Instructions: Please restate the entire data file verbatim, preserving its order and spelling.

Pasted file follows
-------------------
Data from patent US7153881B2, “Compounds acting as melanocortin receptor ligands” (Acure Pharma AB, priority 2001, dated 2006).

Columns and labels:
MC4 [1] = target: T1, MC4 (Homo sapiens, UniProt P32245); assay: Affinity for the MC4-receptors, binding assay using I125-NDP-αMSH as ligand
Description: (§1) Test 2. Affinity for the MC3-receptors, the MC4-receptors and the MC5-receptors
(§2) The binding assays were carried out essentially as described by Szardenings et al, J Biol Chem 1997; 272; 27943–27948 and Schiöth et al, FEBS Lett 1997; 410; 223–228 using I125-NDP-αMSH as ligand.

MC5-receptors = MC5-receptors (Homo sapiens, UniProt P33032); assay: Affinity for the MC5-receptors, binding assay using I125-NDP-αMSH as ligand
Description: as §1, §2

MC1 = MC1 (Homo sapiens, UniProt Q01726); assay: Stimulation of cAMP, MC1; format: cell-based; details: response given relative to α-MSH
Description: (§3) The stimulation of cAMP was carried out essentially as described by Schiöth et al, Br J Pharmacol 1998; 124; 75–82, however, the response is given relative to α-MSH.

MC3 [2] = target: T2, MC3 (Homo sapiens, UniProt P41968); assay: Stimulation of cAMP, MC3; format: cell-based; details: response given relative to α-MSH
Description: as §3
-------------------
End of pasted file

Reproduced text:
Data from patent US7153881B2, “Compounds acting as melanocortin receptor ligands” (Acure Pharma AB, priority 2001, dated 2006).

Columns and labels:
MC4 [1] = target: T1, MC4 (Homo sapiens, UniProt P32245); assay: Affinity for the MC4-receptors, binding assay using I125-NDP-αMSH as ligand
Description: (§1) Test 2. Affinity for the MC3-receptors, the MC4-receptors and the MC5-receptors
(§2) The binding assays were carried out essentially as described by Szardenings et al, J Biol Chem 1997; 272; 27943–27948 and Schiöth et al, FEBS Lett 1997; 410; 223–228 using I125-NDP-αMSH as ligand.

MC5-receptors = MC5-receptors (Homo sapiens, UniProt P33032); assay: Affinity for the MC5-receptors, binding assay using I125-NDP-αMSH as ligand
Description: as §1, §2

MC1 = MC1 (Homo sapiens, UniProt Q01726); assay: Stimulation of cAMP, MC1; format: cell-based; details: response given relative to α-MSH
Description: (§3) The stimulation of cAMP was carried out essentially as described by Schiöth et al, Br J Pharmacol 1998; 124; 75–82, however, the response is given relative to α-MSH.

MC3 [2] = target: T2, MC3 (Homo sapiens, UniProt P41968); assay: Stimulation of cAMP, MC3; format: cell-based; details: response given relative to α-MSH
Description: as §3